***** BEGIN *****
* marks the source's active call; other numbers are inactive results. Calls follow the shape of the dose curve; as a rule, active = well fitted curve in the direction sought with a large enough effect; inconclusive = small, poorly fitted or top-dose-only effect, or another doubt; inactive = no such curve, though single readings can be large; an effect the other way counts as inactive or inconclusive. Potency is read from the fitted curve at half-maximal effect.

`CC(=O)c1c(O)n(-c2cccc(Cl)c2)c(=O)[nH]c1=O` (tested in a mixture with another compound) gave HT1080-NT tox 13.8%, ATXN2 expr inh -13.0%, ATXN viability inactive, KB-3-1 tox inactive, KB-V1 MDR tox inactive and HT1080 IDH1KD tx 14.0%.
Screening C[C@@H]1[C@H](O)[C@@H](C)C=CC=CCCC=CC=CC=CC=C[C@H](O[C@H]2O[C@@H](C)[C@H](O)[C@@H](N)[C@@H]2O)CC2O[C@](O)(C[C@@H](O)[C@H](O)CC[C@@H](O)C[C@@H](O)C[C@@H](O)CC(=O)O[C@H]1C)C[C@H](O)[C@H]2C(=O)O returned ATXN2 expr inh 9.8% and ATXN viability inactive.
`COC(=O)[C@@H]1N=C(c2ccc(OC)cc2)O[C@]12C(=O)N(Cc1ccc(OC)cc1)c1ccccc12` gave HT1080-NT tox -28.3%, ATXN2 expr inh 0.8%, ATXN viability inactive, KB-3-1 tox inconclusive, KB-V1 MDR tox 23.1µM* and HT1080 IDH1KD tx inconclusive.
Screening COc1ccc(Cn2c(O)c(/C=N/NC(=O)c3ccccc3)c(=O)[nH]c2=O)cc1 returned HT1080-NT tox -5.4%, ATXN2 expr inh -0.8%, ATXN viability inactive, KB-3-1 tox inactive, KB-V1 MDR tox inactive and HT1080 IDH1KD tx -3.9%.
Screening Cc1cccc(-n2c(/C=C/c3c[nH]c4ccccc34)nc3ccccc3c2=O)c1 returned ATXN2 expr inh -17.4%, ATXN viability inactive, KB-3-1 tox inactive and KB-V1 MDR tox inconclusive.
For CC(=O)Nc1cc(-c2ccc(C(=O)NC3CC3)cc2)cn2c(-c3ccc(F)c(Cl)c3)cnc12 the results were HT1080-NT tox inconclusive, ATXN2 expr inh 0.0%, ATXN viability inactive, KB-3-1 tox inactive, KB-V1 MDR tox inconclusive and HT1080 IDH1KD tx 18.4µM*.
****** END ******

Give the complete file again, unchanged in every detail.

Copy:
* marks the source's active call; other numbers are inactive results. Calls follow the shape of the dose curve; as a rule, active = well fitted curve in the direction sought with a large enough effect; inconclusive = small, poorly fitted or top-dose-only effect, or another doubt; inactive = no such curve, though single readings can be large; an effect the other way counts as inactive or inconclusive. Potency is read from the fitted curve at half-maximal effect.

`CC(=O)c1c(O)n(-c2cccc(Cl)c2)c(=O)[nH]c1=O` (tested in a mixture with another compound) gave HT1080-NT tox 13.8%, ATXN2 expr inh -13.0%, ATXN viability inactive, KB-3-1 tox inactive, KB-V1 MDR tox inactive and HT1080 IDH1KD tx 14.0%.
Screening C[C@@H]1[C@H](O)[C@@H](C)C=CC=CCCC=CC=CC=CC=C[C@H](O[C@H]2O[C@@H](C)[C@H](O)[C@@H](N)[C@@H]2O)CC2O[C@](O)(C[C@@H](O)[C@H](O)CC[C@@H](O)C[C@@H](O)C[C@@H](O)CC(=O)O[C@H]1C)C[C@H](O)[C@H]2C(=O)O returned ATXN2 expr inh 9.8% and ATXN viability inactive.
`COC(=O)[C@@H]1N=C(c2ccc(OC)cc2)O[C@]12C(=O)N(Cc1ccc(OC)cc1)c1ccccc12` gave HT1080-NT tox -28.3%, ATXN2 expr inh 0.8%, ATXN viability inactive, KB-3-1 tox inconclusive, KB-V1 MDR tox 23.1µM* and HT1080 IDH1KD tx inconclusive.
Screening COc1ccc(Cn2c(O)c(/C=N/NC(=O)c3ccccc3)c(=O)[nH]c2=O)cc1 returned HT1080-NT tox -5.4%, ATXN2 expr inh -0.8%, ATXN viability inactive, KB-3-1 tox inactive, KB-V1 MDR tox inactive and HT1080 IDH1KD tx -3.9%.
Screening Cc1cccc(-n2c(/C=C/c3c[nH]c4ccccc34)nc3ccccc3c2=O)c1 returned ATXN2 expr inh -17.4%, ATXN viability inactive, KB-3-1 tox inactive and KB-V1 MDR tox inconclusive.
For CC(=O)Nc1cc(-c2ccc(C(=O)NC3CC3)cc2)cn2c(-c3ccc(F)c(Cl)c3)cnc12 the results were HT1080-NT tox inconclusive, ATXN2 expr inh 0.0%, ATXN viability inactive, KB-3-1 tox inactive, KB-V1 MDR tox inconclusive and HT1080 IDH1KD tx 18.4µM*.